TV Dinners: The Best TV of 2012

Shows which were listed in the 2010 or 2011 pieces on this topic are disqualified from a repeat nomination. I’ll probably lift the moratorium next year, on a rolling three-year basis, so that the 2010 shows – or. at least, any of them that are still being screened (Caprica, Spooks and 24 have already gone, with Fringe on its last series and The IT Crowd likely not returning either) – will be eligible to repeat. But, for now, here are ten more of the best pieces of televisiual entertainment to have graced our screens in the last 12 months.

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TV Dinners: The Best TV of 2011

TV continues to occupy an increasing amount of our leisure time – last time I checked the Tivo, there were no less than 15 regular series which were being DVR’d, and it seems the number has been creeping up, to the point where we have to exercise discipline to ensure an unwieldy backlog doesn’t build up. It helps that the DVR hard-disk is limited to 20-25 hours of HD TV at any one time, and doesn’t appear expandable [unlike my ‘puter, which just got a 1 Tb external drive, almost entirely for media-related reasons]. It concentrates the mind when the DVR starts warning you that it’s gonna start erasing stuff, like a mother threatening to throw out all those toys if she finds them lying on the floor one more time.

To keep things fresh, all shows that were listed in last year’s top 10 are disqualified from contention. In some cases, e.g. Haven, they didn’t keep their standards up, others (Caprica, 24) were not on the schedule, but the majority would at least be worthy of an honourable mention in this year’s roll of televisual goodness. Speaking of honourable mentions, those should also go to Alphas and Being Human [the original British version, though the American remake is going in some interesting directions[. They were the two shows which were the final ones cut from the list. As last year, the list is in alphabetical order

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Forbrydelsen: Something rotten in the state of Denmark. And it’s good.

Denmark in general, and Copenhagen in particular, does not have the reputation of a hot-bed of crime. I travelled through the country on a number of occasions in my student, Inter-railing years, and the things that come to mind when you think about the country are stuff like Hans Christian Anderson, Legoland and Victor Borge. The most disturbing thing to come out of the country is probably Lars Von Trier and…well, he needed to come out of the country to express his weirdness. Otherwise, crime seemed limited to drunken students removing the head from the Little Mermaid statue. And then came Forbrydelsen literally “The Crime,” more loosely translated as The Killing. Danny Kaye must be spinning in his grave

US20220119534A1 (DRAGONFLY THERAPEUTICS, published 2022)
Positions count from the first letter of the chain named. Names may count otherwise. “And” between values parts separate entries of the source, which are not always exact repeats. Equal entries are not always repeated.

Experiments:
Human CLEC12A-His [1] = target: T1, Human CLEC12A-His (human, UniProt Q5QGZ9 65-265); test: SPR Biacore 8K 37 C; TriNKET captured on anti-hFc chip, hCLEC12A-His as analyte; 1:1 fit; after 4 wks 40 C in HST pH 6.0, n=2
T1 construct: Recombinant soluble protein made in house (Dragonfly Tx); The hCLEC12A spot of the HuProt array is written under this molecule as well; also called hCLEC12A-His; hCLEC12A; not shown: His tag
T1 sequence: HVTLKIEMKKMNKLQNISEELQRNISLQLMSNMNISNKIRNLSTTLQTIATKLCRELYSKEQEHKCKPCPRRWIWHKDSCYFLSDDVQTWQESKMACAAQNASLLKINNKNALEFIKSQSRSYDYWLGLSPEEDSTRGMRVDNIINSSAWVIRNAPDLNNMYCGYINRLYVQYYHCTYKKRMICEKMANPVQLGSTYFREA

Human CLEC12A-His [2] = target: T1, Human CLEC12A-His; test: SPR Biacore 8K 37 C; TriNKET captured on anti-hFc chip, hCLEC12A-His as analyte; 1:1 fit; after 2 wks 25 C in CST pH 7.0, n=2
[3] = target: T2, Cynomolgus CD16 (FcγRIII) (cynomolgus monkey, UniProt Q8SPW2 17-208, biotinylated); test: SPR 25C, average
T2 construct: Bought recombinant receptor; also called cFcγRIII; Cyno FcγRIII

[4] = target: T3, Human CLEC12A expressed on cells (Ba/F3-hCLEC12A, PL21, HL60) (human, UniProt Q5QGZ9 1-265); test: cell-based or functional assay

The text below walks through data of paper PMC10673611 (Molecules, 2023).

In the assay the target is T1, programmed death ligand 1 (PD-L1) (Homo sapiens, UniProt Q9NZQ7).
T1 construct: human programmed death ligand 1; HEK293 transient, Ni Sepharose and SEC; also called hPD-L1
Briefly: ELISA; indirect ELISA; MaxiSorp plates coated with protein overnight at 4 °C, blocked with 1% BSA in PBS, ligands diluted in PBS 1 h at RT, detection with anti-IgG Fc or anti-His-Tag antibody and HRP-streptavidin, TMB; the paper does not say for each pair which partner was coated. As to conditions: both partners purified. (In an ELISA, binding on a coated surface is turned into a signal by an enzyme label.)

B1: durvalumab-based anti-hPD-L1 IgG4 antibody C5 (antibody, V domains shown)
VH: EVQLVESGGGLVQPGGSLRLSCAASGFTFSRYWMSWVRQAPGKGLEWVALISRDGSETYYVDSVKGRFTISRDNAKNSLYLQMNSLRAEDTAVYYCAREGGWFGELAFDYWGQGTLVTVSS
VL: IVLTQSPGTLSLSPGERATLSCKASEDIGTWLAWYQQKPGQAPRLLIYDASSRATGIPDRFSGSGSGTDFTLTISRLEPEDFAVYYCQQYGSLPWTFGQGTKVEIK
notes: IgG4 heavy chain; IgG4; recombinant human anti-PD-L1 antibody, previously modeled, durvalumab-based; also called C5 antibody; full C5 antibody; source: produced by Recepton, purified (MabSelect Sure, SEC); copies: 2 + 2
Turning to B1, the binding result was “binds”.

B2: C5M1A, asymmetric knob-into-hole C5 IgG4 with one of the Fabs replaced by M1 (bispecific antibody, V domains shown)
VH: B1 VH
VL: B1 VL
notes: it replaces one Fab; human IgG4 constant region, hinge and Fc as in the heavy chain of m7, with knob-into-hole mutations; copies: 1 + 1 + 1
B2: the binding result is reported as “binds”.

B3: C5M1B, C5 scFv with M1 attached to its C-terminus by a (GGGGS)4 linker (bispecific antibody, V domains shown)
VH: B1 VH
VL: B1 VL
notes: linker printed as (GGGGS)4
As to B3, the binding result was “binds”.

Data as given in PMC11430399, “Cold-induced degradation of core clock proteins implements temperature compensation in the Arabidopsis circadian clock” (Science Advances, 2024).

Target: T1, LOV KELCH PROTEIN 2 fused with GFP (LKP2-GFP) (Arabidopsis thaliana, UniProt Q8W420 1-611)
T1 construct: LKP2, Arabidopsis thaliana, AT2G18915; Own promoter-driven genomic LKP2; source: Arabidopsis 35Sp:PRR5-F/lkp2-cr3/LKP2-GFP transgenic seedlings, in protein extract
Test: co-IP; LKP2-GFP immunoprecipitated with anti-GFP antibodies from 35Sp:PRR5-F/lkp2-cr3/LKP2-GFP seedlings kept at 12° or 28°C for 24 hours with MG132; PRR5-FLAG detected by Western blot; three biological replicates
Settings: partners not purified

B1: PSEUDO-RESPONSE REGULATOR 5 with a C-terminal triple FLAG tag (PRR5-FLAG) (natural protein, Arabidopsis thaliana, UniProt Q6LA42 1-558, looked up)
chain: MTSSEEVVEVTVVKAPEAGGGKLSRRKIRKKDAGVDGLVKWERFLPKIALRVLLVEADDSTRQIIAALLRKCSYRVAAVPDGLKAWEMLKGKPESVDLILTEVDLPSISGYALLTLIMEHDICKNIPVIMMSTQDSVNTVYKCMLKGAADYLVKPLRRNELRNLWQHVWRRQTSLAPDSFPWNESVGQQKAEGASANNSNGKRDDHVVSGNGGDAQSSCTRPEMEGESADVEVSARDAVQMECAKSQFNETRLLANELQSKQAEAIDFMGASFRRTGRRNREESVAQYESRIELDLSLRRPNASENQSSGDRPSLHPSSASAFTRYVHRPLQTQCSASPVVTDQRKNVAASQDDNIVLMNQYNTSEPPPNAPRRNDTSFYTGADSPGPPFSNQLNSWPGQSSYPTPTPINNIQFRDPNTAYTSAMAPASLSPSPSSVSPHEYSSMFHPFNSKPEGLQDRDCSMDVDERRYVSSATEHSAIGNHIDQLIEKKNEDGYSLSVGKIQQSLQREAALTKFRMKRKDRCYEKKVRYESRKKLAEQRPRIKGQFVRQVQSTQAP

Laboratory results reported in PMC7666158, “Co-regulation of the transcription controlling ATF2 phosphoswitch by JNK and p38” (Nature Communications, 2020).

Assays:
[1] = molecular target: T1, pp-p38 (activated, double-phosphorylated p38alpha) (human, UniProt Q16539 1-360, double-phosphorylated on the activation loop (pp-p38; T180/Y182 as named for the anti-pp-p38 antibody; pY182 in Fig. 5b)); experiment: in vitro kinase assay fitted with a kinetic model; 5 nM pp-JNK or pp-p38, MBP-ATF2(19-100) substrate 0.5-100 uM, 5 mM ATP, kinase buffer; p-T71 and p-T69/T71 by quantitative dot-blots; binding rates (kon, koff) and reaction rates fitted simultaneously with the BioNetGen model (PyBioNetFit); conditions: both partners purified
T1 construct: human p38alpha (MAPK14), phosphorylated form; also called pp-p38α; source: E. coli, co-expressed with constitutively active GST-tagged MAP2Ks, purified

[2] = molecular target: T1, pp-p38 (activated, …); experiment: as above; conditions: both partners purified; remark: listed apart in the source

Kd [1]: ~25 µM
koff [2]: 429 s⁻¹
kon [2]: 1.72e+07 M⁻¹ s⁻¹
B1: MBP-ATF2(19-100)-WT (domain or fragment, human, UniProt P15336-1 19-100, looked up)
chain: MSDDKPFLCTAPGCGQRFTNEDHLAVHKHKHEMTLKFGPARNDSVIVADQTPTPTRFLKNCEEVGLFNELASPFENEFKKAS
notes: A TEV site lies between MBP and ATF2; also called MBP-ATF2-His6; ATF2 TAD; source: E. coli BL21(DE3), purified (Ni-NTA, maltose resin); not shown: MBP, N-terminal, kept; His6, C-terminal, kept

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Dead Channels: UK vs. US TV Zombies

Dead Set

Dir: Yann Demange
Star: Jaime Winstone, Andy Nyman, Kevin Eldon, Riz Ahmed

I largely avoided the Big Brother phenomenon, leaving the country mere months after the programme started in 2000, though it was clearly already gaining some steam. My ignorance probably added some extra resonance to this five-part series, which centres on the effect a zombie outbreak would have on show participants, from both sides of the camera. Certainly, there is no dodging the parallel drawn between the reality show devotees who gather outside the studio with their signs and chants, and the living dead chewing on human flesh later – both mindless zombies, of one kind or another.

The Walking Dead

Dir: Frank Darabont and others
Star: Andrew Lincoln, Jon Bernthal, Sarah Wayne Callies, Laurie Holden

The hero is Rick Grimes (Lincoln), a cop who is shot, and comes back from unconsciousness – like the protagonist in 28 Days Later – to find the world has gone to hell. He returns home to find his wife Lori (Callies) and son have vanished, and heads off towards Atlanta to find them. What he doesn’t know is that, while his family are safe, Lori is now in a relationship with Rick’s old partner, Shane (Bernthal), hiding out in the country.  Rick has first to track them down, and then figure out how to survive in a world with very little infrastructure left.

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The Rocky Horror Glee Show

First off, I have never watched an episode of Glee before this week. So for those of you as ignorant of the surprise hit Fox TV series as I am, let’s summarize. It’s about the members of a school choir in Lima, Ohio, as well as teacher Will Schuester, who runs the club (Matthew Morrison), and is about a 50/50 mix of high-school drama and musical numbers. The latter cover pretty much the gamut, from show tunes to Beyonce [sometimes even in the same number], and has become a cultural phenomenon. The show has sold 13 million digital downloads, and last year the cast had 25 songs reach the Billboard Top 100, the most by any act since the height of Beatlemania in 1964.

Still, you’ll probably also understand from that description why it wasn’t of much interest to me until last Tuesday, when the show delivered one of its themed episodes. Previous ones had included Madonna and Britney Spears (yawn…), but this one was themed on The Rocky Horror Show. Having seen more incarnations of that show than I care to think, dating back bordering on 25 years, this had to be seen. However, I had my pointy boots on, ready to administer an appropriate kicking, having accidentally stumbled open a scene where a fat black girl was playing the part of Frank N. Furter. Affirmative action at it’s most horrific? Lock and load, people.

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